After an agonizing (for the food industry) three-year wait, the FDA finally announced its new calorie labeling standards on Nov. 25, 2014 and many of the retailers affected by these requirements aren’t feeling very thankful for this change. While everyone knew change was coming, no one guessed how sweeping and comprehensive the FDA’s mandate would turn out to be, as few business that serve food for immediate consumption were able to escape its calorie counting “wrath.” Chain restaurants (defined as having more than 20 outlets), movie theaters, pizza places, amusement parks, convenience stores and grocery stores with deli sections will be required to post calorie counts for all of their ready-to-consume items. Even alcoholic beverages sold in restaurants will be subject to the rules of disclosure, as the FDA seeks to leave no calorie-carrying stone unturned. These all-inclusive labeling standards will not go into effect until November 2015, which gave food sellers a decent amount of time to prepare. However, some food-related trade groups are promising to fight the new rules, calling them unnecessary, intrusive and counterproductive to job growth. Meanwhile, Congress is already busy crafting bills that would weaken the FDA’s proposals by establishing additional exemptions, so it remains to be seen how well the new regulations will hold up under the intense political pressure that lawyers, lobbyists and big-money political donors will bring to bear. While the universal nature of the FDA’s edict is groundbreaking, calorie disclosure is already required in 18 states or large municipalities. And despite the woe-is-me cries emanating from some quarters, there appears to be little evidence to support the assertion that mandatory calorie labeling will cause great hardship to private businesses. The new FDA rules will be applied more broadly and widely than local laws, however, and putting them into practice could prove challenging for some of the food retailers included on the government’s list. Pizza places, for example, often fill customized orders that are far from standard, but they will still be expected to calculate exact calorie totals and provide that information to their customers. Studies on the effectiveness of calorie labeling requirements have so far proven inconclusive. A 2008 survey of Starbucks customers found a 6 percent average calorie decrease per purchase following that chain’s decision to list calorie content. But other studies in places where labeling has been instituted have failed to find any detectable change in consumer behavior. It must be noted, however, that attempts to monitor the effects of calorie labeling are only looking at the eating habits of customers while they are inside the eating establishment. This can give misleading results, because when given information about calorie content, people can choose to use that knowledge in different ways. So if, for example, a person knows she consumed a 1,500-calorie meal at her favorite chain restaurant earlier in the evening, she might be less inclined to finish off that last slice of cheesecake before going to bed that night.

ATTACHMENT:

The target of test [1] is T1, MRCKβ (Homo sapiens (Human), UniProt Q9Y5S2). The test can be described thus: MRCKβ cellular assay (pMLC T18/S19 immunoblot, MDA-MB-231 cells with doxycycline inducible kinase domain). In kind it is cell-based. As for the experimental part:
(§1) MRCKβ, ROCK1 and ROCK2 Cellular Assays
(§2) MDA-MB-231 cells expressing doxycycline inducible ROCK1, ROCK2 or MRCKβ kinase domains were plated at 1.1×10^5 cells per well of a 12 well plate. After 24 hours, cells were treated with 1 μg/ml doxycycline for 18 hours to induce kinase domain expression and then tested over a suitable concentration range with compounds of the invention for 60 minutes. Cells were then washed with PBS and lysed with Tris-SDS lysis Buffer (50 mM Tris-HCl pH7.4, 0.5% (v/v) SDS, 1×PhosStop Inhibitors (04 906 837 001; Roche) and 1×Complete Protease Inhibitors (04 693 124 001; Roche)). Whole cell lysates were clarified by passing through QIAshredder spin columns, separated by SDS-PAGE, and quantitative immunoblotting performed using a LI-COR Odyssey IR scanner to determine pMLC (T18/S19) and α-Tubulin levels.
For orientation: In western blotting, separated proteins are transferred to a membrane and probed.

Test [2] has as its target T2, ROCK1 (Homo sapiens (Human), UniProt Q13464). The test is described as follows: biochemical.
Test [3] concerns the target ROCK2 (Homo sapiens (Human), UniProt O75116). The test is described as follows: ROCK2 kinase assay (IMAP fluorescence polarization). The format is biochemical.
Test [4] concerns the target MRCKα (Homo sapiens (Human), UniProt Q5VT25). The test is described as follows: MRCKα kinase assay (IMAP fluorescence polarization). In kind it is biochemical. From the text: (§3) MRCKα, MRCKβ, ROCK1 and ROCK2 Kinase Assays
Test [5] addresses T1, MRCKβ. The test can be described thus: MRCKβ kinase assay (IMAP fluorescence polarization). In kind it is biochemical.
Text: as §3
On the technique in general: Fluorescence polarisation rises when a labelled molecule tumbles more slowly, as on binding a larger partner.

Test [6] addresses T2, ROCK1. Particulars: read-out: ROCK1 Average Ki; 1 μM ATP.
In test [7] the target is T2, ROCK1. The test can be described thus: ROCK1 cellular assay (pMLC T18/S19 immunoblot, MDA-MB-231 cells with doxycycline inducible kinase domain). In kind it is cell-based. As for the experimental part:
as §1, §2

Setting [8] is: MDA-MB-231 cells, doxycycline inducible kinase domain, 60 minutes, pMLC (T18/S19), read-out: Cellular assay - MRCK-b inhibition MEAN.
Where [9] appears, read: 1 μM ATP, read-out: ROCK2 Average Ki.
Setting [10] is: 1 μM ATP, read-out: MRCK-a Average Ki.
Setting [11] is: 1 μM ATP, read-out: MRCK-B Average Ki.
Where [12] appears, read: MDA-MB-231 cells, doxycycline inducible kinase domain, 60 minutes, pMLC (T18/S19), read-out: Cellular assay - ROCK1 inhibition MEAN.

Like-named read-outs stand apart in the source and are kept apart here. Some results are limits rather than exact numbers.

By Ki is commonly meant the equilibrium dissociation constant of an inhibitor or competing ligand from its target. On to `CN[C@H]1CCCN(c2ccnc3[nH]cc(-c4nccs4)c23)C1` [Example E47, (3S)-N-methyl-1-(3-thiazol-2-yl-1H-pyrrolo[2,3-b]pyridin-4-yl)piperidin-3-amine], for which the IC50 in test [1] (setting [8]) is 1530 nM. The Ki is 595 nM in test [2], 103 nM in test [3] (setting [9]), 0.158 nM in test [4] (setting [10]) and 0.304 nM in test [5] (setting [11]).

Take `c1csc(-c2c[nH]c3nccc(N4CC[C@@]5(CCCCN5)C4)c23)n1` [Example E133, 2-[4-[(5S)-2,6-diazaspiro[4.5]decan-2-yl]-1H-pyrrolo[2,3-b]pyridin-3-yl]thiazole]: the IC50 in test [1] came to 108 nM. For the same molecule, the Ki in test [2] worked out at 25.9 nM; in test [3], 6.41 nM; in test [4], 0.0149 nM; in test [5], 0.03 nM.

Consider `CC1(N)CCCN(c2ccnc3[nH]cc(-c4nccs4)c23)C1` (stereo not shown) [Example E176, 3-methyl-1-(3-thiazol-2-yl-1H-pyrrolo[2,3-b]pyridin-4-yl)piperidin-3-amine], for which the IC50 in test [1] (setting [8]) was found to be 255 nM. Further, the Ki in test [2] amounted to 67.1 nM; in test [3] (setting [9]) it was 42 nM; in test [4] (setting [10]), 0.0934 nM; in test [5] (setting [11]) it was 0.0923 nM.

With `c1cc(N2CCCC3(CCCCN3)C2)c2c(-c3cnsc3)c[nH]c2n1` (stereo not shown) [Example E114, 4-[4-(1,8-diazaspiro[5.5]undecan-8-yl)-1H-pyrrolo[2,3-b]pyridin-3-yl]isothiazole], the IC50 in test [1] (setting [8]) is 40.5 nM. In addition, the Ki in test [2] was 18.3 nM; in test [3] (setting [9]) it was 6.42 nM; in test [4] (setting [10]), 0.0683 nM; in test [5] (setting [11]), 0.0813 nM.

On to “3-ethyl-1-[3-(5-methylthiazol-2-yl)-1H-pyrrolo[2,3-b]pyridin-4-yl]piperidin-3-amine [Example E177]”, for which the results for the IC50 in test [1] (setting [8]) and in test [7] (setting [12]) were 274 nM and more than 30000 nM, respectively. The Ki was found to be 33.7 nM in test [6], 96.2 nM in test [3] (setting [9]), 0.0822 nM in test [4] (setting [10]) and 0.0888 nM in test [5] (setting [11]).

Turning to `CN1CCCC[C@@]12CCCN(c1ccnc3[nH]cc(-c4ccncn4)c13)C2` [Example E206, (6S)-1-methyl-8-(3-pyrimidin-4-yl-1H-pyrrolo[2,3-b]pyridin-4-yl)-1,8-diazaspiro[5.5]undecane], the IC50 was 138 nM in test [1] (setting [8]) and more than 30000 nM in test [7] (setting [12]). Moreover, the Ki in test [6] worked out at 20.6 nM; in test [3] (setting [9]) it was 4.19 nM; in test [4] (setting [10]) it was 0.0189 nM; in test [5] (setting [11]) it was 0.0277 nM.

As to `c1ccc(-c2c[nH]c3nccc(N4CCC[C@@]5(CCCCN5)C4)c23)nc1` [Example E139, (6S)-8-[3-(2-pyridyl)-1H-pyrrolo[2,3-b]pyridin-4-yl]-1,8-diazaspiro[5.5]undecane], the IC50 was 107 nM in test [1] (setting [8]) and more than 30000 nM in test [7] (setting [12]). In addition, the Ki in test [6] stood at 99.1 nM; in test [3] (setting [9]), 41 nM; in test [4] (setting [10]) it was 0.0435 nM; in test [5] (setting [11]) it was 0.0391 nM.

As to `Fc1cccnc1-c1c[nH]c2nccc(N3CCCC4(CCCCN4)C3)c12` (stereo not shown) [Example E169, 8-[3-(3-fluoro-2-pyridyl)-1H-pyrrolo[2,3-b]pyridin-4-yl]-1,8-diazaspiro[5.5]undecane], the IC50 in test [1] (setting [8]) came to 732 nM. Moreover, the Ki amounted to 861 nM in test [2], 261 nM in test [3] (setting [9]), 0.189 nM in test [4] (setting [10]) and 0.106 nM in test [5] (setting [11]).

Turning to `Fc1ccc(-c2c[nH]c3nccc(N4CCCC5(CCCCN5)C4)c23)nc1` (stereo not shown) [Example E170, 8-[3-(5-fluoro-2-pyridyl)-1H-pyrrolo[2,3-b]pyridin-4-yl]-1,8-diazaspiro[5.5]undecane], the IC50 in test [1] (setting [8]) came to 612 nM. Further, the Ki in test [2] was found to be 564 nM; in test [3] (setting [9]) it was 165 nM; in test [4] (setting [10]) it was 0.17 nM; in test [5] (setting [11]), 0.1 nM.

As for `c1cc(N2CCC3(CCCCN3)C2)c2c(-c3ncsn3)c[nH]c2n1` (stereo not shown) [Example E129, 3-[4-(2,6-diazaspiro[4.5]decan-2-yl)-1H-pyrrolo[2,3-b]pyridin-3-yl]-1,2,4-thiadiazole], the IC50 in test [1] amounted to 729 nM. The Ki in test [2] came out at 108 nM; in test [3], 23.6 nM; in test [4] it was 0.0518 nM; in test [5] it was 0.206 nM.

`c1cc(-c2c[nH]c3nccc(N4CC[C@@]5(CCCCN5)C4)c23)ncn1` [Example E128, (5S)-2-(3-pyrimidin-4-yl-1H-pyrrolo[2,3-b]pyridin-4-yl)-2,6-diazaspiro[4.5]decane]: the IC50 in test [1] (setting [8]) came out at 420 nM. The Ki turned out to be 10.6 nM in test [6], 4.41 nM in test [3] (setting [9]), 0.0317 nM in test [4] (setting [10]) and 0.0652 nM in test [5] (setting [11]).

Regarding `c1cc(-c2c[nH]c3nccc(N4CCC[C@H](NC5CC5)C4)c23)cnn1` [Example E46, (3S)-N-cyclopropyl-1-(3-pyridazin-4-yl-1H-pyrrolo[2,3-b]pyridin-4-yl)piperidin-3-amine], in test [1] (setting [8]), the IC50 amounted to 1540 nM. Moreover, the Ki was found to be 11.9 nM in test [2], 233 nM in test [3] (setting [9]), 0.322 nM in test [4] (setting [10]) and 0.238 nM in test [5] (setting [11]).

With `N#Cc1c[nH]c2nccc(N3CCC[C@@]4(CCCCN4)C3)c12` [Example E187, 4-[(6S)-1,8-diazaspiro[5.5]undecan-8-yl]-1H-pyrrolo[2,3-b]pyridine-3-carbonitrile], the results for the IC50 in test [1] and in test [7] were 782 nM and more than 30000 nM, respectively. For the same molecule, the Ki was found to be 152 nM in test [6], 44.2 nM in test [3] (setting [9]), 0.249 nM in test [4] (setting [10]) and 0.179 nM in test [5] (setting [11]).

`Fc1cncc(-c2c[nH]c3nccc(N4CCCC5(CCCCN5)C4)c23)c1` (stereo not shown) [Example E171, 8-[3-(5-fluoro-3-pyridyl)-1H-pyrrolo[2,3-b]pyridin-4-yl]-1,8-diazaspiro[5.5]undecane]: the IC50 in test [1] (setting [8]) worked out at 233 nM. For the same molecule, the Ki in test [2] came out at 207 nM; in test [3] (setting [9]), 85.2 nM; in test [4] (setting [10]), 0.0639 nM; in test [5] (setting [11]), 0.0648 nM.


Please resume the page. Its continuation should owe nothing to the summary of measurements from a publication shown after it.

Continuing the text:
National Restaurant Association on Board
Full disclosure of information in a consumer economy is a right, not a privilege. “Let the Buyer Beware” is not an appropriate slogan for something as important as nutrition, and it will be highly unfortunate if Congress caves under pressure from the food industry and passes legislation that hamstrings the FDA as it attempts to put these new standards into practice. When people know exactly how many calories they are consuming outside the home, they can choose to ignore that information if they wish—and the comments sections in stories about the FDA’s actions make it clear that many plan to do just that. It is unlikely that labeling requirements will cause food servers to lose customers. In fact, labeling could have the opposite effect, as some may feel comfortable eating out more if they don’t have to worry about hidden calories sabotaging their diets. Interestingly, while some trade groups associated with the food industry are opposing the new standards, the National Restaurant Association is not. Restaurants in many locales have already chosen to display calorie counts or have been required to do so by local statute, and the feedback they have received for doing so has been so positive that the trade association that represents them has decided to go along with the FDA program. This is telling, and it is a good sign that constructive change is truly in the air.